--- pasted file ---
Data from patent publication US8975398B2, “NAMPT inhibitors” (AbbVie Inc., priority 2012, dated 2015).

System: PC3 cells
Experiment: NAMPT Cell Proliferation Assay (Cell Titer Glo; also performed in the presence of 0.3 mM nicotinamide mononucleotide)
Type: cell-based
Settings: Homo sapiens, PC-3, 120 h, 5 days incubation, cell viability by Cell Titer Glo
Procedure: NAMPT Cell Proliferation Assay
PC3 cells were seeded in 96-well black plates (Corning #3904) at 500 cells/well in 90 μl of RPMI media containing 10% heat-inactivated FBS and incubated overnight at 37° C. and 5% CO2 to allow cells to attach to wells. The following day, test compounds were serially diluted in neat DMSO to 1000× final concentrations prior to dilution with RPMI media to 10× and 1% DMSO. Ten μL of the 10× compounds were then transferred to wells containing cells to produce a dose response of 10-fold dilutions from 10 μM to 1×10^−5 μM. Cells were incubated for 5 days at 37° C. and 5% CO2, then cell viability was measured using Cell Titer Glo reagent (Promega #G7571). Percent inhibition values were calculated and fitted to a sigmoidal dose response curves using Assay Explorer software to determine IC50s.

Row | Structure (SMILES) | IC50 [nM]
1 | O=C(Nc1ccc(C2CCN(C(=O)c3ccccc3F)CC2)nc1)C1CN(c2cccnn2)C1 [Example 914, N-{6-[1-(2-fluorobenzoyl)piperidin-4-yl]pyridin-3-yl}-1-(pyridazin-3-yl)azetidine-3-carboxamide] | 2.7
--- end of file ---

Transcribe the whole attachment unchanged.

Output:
Data from patent publication US8975398B2, “NAMPT inhibitors” (AbbVie Inc., priority 2012, dated 2015).

System: PC3 cells
Experiment: NAMPT Cell Proliferation Assay (Cell Titer Glo; also performed in the presence of 0.3 mM nicotinamide mononucleotide)
Type: cell-based
Settings: Homo sapiens, PC-3, 120 h, 5 days incubation, cell viability by Cell Titer Glo
Procedure: NAMPT Cell Proliferation Assay
PC3 cells were seeded in 96-well black plates (Corning #3904) at 500 cells/well in 90 μl of RPMI media containing 10% heat-inactivated FBS and incubated overnight at 37° C. and 5% CO2 to allow cells to attach to wells. The following day, test compounds were serially diluted in neat DMSO to 1000× final concentrations prior to dilution with RPMI media to 10× and 1% DMSO. Ten μL of the 10× compounds were then transferred to wells containing cells to produce a dose response of 10-fold dilutions from 10 μM to 1×10^−5 μM. Cells were incubated for 5 days at 37° C. and 5% CO2, then cell viability was measured using Cell Titer Glo reagent (Promega #G7571). Percent inhibition values were calculated and fitted to a sigmoidal dose response curves using Assay Explorer software to determine IC50s.

Row | Structure (SMILES) | IC50 [nM]
1 | O=C(Nc1ccc(C2CCN(C(=O)c3ccccc3F)CC2)nc1)C1CN(c2cccnn2)C1 [Example 914, N-{6-[1-(2-fluorobenzoyl)piperidin-4-yl]pyridin-3-yl}-1-(pyridazin-3-yl)azetidine-3-carboxamide] | 2.7